Liverpool Courier report



Figure go to show that only three times since they first met in the season 1894-95, have Everton and Liverpool drawn at Goodison. It was in 1900-01 that the sides finished with the same total 1-1 –as on Saturday, and of the 22 games at the Park, Liverpool since pre-war years have had the bulk of the honours.


An impartial view would give them as having the better or the exchanges in their latest encounter, for it must be remembered that twice they netted, but were brought back for previous infringements, and on two other occasions Fern was beaten, but Downs cleared right of the goal line. On the other hand Scott never seemed likely to be beaten except when a header from Brewster swerved outside the post, as he was ready for Harrison's oblique shot, which struck the side of the upright, and also a bouncing ball from Davies. Everton opened as though they would make short work of the opposition, and when Liverpool retaliated Downs was knocked out heading a hurtling pass, and fell so heavily on his shoulder that he had top leave the field. He came back in time to help the Blues as Liverpool began to assume the upper hand. Shone and Lacey both missed with fairly easy chances, and when the former headed into the net the whistle had already gone for a foul on Hopkin.


The steady pressure told, however, and the Reds scored the only goal of the first half about five minutes before the interval, Bromilow drove a stinging ball goalwards, and Fern failed to gather the greasy leather. Forshaw edged it past the falling custodian, but it was Shone who applied the finishing touch.

Refreshed by the interval, the home eleven again began as though they would sweep all before them, but failed to penetrate the opposing defence, and when the ball was netted it was propelled there by Forshaw, who was palpably offside. However, Everton supporters were saved from looking as blue as their wearers of the home jerseys when Chedgzoy forced a corner off Bromilow, and served it up so accurately that Brewster was able to head the equaliser. After this Everton fell away again, and after such hard play on heavy going both teams were inclined to rest on their oars in the closing stages.


To deal with the home side first, Fern had a troublesome time, shots coming at him with great force from awkward angles. He owed much to Downs, who saved the day for the Blues, his early handicap, the right back gave a remarkably good display, and one that in the coming cup-ties would be invaluable. McDonald also gave a steady, painstaking exhibition. Brewster stood out as one of the best halves on the field. His heading was well timed, and he opened out the game well, just as was required on such a day. The forwards were patchy, Harrison did not receive enough support, and while Fazackerley's touches were cute, and there was football wisdom in his dash forward after slipping the leather to Chedgzoy, the inside right did not shoot enough. The outside right suffered from knocks, and Davies was well held, while he should not leap over a pass unless he is certain one of his partners is up to take the ball. Scott was sound, and Longworth deputised very effectively for Lucas –suffering from a cold –while Mckinley's placing and shots from free kicks gave great delight. Bromilow was the best of a hard working middle line, because he almost invariably made such good use of the ball. Shone was overshadowed by Brewster, but Forshaw was in fine shooting form, and Hopkin was responsible for most of the dangerous centres. Mr. J. T. Howcroft had control of the game, and found the players as sporting and scrupulously fair as usual. Teams : - Everton: - Fern, goal, Downs and McDonald (captain), backs, Fleetwood, Brewster, and Grenyer, half-backs Fazackerley, Davies, Crossley, and Harrison, forwards. Liverpool: - Scott, goal, Longworth, and McKinlay, backs, McNab, Wadsworth, and Bromilow, half-backs, Lacey, Forshaw, Shone, Lewis, and Hopkin, forwards.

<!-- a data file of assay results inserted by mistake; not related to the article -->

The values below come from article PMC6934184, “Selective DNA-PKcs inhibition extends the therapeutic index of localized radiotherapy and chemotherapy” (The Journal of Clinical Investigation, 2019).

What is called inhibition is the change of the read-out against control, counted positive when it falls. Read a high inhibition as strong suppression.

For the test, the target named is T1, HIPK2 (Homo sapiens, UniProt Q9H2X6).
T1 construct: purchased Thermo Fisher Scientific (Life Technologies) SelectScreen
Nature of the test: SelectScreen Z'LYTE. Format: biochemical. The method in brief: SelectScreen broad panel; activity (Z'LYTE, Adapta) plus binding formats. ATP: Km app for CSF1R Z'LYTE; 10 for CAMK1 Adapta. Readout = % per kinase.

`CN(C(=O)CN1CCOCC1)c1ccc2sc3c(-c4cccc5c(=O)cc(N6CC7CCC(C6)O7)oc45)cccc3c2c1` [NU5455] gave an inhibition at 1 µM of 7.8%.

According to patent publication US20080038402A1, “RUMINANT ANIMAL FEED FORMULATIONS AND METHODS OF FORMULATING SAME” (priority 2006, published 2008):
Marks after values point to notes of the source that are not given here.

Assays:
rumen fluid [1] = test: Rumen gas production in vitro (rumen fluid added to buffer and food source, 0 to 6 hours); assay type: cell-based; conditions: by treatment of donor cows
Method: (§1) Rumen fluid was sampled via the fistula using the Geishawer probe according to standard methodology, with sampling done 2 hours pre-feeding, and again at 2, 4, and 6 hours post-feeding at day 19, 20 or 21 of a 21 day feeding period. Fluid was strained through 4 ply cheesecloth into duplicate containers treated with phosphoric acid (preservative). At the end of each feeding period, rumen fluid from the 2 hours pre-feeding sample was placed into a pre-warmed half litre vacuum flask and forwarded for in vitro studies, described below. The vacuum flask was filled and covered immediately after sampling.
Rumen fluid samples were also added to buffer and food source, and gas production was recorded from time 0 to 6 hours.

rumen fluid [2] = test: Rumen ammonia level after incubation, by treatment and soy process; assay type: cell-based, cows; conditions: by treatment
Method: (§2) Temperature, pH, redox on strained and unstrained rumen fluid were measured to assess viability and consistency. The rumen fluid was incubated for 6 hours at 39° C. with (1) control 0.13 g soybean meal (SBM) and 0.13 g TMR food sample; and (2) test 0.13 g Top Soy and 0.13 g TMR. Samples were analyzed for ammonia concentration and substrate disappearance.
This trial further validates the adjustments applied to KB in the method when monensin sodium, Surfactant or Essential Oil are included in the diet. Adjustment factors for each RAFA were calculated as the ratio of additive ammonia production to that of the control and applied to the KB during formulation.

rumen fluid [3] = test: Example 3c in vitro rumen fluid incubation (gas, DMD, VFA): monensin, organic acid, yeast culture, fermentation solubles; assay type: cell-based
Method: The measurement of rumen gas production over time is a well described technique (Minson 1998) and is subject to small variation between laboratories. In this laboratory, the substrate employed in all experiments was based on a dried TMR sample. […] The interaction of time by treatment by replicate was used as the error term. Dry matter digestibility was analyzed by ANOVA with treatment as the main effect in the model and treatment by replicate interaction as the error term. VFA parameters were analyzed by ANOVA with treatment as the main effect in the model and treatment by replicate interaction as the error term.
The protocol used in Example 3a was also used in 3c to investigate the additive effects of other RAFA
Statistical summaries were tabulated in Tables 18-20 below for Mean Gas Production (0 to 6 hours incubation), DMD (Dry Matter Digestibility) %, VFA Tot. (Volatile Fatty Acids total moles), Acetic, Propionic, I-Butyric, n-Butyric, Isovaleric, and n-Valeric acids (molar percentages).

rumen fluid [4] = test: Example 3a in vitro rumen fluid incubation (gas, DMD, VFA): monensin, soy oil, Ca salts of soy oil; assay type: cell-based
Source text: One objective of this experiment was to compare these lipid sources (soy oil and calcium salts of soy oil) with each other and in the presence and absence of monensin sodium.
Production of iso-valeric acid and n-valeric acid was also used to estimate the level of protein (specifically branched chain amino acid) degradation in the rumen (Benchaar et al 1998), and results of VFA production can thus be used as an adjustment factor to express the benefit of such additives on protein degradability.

Copyright - The Liverpool Courier - Transcribed by

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